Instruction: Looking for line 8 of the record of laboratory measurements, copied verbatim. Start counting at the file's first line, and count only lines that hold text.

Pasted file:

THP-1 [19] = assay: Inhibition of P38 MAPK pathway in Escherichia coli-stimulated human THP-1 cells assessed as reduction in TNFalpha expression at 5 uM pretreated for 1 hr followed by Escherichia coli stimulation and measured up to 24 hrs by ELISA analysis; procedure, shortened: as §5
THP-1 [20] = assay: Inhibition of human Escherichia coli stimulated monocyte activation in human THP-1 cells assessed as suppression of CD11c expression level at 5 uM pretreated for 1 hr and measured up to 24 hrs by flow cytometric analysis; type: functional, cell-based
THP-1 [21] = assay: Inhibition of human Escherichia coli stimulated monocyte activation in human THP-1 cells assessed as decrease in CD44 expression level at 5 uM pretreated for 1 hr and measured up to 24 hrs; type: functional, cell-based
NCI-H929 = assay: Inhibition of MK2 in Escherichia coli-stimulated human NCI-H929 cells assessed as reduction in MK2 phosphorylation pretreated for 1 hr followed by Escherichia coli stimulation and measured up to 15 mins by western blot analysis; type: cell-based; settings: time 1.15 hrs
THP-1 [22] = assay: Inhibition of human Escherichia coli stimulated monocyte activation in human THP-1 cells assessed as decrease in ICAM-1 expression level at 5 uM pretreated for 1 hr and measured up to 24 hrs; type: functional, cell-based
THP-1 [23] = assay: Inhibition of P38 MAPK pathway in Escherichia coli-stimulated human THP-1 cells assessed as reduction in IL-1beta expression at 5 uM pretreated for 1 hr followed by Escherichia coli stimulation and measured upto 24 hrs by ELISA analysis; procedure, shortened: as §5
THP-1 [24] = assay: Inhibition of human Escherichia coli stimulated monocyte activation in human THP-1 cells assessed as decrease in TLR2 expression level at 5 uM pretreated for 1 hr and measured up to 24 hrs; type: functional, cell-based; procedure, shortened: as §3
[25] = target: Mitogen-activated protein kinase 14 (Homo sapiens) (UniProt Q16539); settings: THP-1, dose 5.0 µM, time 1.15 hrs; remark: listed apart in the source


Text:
[25] = target: Mitogen-activated protein kinase 14 (Homo sapiens) (UniProt Q16539); settings: THP-1, dose 5.0 µM, time 1.15 hrs; remark: listed apart in the source